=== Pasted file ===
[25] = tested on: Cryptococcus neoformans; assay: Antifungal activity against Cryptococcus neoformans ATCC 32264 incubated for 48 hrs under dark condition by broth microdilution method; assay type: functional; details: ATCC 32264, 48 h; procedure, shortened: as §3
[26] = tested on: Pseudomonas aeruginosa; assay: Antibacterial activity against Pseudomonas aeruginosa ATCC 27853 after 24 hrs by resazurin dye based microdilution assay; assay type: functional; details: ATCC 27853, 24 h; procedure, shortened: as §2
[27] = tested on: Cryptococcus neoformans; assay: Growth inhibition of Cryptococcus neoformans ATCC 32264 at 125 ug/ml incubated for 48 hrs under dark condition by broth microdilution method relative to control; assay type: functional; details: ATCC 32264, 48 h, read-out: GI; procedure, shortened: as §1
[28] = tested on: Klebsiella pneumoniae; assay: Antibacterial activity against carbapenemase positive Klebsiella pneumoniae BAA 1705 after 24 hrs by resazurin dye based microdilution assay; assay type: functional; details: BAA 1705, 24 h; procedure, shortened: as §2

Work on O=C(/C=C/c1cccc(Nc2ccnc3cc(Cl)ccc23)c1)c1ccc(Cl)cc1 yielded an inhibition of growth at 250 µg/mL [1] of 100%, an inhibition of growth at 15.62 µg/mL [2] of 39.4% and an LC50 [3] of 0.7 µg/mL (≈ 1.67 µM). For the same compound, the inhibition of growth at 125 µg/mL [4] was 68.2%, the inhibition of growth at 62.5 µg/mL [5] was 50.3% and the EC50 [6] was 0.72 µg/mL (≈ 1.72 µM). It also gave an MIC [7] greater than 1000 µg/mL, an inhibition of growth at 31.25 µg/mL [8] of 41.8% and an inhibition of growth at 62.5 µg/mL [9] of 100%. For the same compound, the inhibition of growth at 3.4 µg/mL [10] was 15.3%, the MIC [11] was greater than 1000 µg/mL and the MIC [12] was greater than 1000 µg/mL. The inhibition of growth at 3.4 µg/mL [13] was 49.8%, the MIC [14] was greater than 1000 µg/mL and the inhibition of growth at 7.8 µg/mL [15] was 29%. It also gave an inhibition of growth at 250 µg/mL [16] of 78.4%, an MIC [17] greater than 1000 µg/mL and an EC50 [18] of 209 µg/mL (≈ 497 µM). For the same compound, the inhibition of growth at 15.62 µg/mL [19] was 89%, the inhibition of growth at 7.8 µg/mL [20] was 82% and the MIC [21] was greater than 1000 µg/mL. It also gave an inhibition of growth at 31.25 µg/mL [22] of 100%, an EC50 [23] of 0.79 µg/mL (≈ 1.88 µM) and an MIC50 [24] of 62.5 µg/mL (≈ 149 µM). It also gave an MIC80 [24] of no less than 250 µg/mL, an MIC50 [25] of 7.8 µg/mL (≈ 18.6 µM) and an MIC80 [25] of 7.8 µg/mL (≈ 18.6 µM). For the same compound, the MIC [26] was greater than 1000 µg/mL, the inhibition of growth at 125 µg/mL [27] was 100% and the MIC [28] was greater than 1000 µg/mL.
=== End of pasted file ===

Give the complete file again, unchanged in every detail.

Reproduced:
[25] = tested on: Cryptococcus neoformans; assay: Antifungal activity against Cryptococcus neoformans ATCC 32264 incubated for 48 hrs under dark condition by broth microdilution method; assay type: functional; details: ATCC 32264, 48 h; procedure, shortened: as §3
[26] = tested on: Pseudomonas aeruginosa; assay: Antibacterial activity against Pseudomonas aeruginosa ATCC 27853 after 24 hrs by resazurin dye based microdilution assay; assay type: functional; details: ATCC 27853, 24 h; procedure, shortened: as §2
[27] = tested on: Cryptococcus neoformans; assay: Growth inhibition of Cryptococcus neoformans ATCC 32264 at 125 ug/ml incubated for 48 hrs under dark condition by broth microdilution method relative to control; assay type: functional; details: ATCC 32264, 48 h, read-out: GI; procedure, shortened: as §1
[28] = tested on: Klebsiella pneumoniae; assay: Antibacterial activity against carbapenemase positive Klebsiella pneumoniae BAA 1705 after 24 hrs by resazurin dye based microdilution assay; assay type: functional; details: BAA 1705, 24 h; procedure, shortened: as §2

Work on O=C(/C=C/c1cccc(Nc2ccnc3cc(Cl)ccc23)c1)c1ccc(Cl)cc1 yielded an inhibition of growth at 250 µg/mL [1] of 100%, an inhibition of growth at 15.62 µg/mL [2] of 39.4% and an LC50 [3] of 0.7 µg/mL (≈ 1.67 µM). For the same compound, the inhibition of growth at 125 µg/mL [4] was 68.2%, the inhibition of growth at 62.5 µg/mL [5] was 50.3% and the EC50 [6] was 0.72 µg/mL (≈ 1.72 µM). It also gave an MIC [7] greater than 1000 µg/mL, an inhibition of growth at 31.25 µg/mL [8] of 41.8% and an inhibition of growth at 62.5 µg/mL [9] of 100%. For the same compound, the inhibition of growth at 3.4 µg/mL [10] was 15.3%, the MIC [11] was greater than 1000 µg/mL and the MIC [12] was greater than 1000 µg/mL. The inhibition of growth at 3.4 µg/mL [13] was 49.8%, the MIC [14] was greater than 1000 µg/mL and the inhibition of growth at 7.8 µg/mL [15] was 29%. It also gave an inhibition of growth at 250 µg/mL [16] of 78.4%, an MIC [17] greater than 1000 µg/mL and an EC50 [18] of 209 µg/mL (≈ 497 µM). For the same compound, the inhibition of growth at 15.62 µg/mL [19] was 89%, the inhibition of growth at 7.8 µg/mL [20] was 82% and the MIC [21] was greater than 1000 µg/mL. It also gave an inhibition of growth at 31.25 µg/mL [22] of 100%, an EC50 [23] of 0.79 µg/mL (≈ 1.88 µM) and an MIC50 [24] of 62.5 µg/mL (≈ 149 µM). It also gave an MIC80 [24] of no less than 250 µg/mL, an MIC50 [25] of 7.8 µg/mL (≈ 18.6 µM) and an MIC80 [25] of 7.8 µg/mL (≈ 18.6 µM). For the same compound, the MIC [26] was greater than 1000 µg/mL, the inhibition of growth at 125 µg/mL [27] was 100% and the MIC [28] was greater than 1000 µg/mL.